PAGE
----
Kelly Sue DeConnick, Emma Ríos and Jordie Bellaire start their eagerly awaited supernatural Western series with a slow sizzle rather than a big bang.
Alongside Brubaker and Epting’s Velvet, the other half of this week’s double-barrel blast from Image features another former Marvel team-up taking the plunge into independent waters: writer Kelly Sue DeConnick and artist Emma Ríos. But that’s where the similarities end.
While Velvet sticks to a traditional mode of storytelling for its Cold War shenanigans, Pretty Deadly is altogether more left-field, in both subject and execution. Image has been keen to root it in the old-school Vertigo tradition (promising that it “marries the magical realism of Sandman with the western brutality of Preacher“), and the unusual choice of narrators at the start – a deceased bunny and a butterfly – also bring to mind Milligan and Fegredo’s Enigma.
Anyway, Pretty Deadly – as you would have worked out from the extensive pre-publication press – is firmly rooted in a mash-up between a horror story and a Western. However, the promised figure at the heart of the story – Ginny, the ‘devil’s daughter’ and a devastating avatar of vengeance – only makes the most fleeting of appearances at the beginning and end of the 24 story pages.
What we get instead is a slow-burning set-up that gives the reader plenty of work to do and rewards a second examination. Several elements are set in motion, with the characters’ goals and motivations remaining largely obscure at this early stage.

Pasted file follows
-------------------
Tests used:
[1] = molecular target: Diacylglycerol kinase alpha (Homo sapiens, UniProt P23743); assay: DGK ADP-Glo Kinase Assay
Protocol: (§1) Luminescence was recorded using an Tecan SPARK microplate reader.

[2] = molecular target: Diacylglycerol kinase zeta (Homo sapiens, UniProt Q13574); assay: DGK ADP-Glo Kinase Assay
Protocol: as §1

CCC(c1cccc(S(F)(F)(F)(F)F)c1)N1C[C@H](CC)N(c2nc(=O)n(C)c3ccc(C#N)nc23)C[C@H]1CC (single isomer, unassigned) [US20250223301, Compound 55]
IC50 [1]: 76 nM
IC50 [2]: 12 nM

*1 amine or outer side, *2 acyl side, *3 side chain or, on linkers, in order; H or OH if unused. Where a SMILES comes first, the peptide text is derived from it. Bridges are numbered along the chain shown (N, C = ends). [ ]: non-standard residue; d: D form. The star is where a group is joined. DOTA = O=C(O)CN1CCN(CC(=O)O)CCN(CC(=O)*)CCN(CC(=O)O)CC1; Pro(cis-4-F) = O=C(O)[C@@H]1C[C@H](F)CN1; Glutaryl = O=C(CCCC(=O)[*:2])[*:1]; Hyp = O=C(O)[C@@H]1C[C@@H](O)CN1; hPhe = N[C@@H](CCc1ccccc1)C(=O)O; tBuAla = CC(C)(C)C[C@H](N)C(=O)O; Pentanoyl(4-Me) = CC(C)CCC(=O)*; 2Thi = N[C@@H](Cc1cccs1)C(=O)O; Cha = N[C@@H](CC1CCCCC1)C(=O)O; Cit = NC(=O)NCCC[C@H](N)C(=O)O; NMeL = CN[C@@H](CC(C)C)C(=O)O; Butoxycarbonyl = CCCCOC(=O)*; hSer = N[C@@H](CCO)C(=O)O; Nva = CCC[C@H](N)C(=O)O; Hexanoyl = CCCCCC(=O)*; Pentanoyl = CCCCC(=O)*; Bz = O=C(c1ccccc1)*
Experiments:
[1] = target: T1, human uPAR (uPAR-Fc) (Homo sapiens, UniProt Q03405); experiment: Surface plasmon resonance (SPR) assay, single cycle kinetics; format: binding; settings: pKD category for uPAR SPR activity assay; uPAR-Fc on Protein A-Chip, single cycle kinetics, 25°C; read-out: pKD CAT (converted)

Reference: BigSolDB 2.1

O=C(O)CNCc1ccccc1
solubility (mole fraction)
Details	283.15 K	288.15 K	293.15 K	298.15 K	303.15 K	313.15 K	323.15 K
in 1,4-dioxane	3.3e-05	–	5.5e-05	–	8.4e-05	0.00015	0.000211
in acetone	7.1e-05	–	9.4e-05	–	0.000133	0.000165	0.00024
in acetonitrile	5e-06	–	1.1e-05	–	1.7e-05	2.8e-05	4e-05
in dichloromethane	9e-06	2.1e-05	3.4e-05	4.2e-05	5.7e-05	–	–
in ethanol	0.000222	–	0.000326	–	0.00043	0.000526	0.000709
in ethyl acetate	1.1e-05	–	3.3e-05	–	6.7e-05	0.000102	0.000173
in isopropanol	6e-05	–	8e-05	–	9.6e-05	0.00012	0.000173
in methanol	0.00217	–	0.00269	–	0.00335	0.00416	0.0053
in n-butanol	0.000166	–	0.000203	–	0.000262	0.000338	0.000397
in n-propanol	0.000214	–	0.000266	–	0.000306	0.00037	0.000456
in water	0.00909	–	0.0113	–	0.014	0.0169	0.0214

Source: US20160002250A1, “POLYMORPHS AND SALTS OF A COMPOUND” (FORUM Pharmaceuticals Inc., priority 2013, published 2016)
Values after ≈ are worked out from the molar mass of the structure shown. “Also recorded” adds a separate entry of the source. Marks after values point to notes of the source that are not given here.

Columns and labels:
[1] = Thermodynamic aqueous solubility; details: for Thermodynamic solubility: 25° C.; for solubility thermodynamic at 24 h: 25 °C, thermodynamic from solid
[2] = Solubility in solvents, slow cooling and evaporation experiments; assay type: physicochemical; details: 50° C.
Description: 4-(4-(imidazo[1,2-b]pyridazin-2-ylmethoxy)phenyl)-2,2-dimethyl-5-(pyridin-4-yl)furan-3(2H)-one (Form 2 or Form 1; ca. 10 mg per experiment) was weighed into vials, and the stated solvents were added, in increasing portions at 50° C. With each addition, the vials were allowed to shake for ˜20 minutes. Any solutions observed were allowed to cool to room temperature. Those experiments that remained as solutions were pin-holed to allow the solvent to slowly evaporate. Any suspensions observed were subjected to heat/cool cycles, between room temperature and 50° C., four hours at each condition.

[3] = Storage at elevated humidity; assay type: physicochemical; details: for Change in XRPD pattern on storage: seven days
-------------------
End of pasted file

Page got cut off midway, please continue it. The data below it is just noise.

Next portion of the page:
So we meet old man Fox and his young protégée Sissy, an unlikely pair of travelling balladeers who pitch up on the town gallows and kick off the issue with “the song of Deadface Ginny / And how she came to be / A wraith of rage for men who’d cage / And harm what should be free”. We meet ‘a ginger called Johnny’, a spectator at the performance who seems to have a particular interest in Sissy. And we meet Big Alice, seemingly a bounty hunter on the trail of a document held by Johnny. When it turns out that Sissy stole a page from him, she and Fox are suddenly forced to flee for their lives.
Emma Ríos uses her busy, brushy, sort-of-Paul-Popey style to good effect, combining the grit and textures of the old West with the air of strangeness that heralds the imminent incursion of the supernatural. Meanwhile, Jordie Bellaire adds a vibrant sense of unreality to the pages with her startling colouring choices.
There’s quite a bit to get your teeth into in the first issue of Pretty Deadly, and no-one can accuse KSDeC and her partners of chewing it up for the reader. I’m sure there are probably a few readers out there who are scratching their heads and feeling a little uncertain after the first issue held back on the mayhem hinted at in advance (and on the beautifully subtle cover).
However, it’s clear that the Three Amigas have got a firm grasp on the story and the way they want to tell it (with the addition of a cryptic but seemingly related prose story by Chad Collier in the back matter). Pretty Deadly #1 may have been a more challenging read than Velvet, but it’s an intriguing and distinctive start, and the creators generate enough faith to believe that those challenges will lead to rewards.
If you’ve bought the sizzle, you might as well stay for the sausage.
Kelly Sue DeConnick (W), Emma Ríos (A) • Image Comics, $3.50, October 23, 2013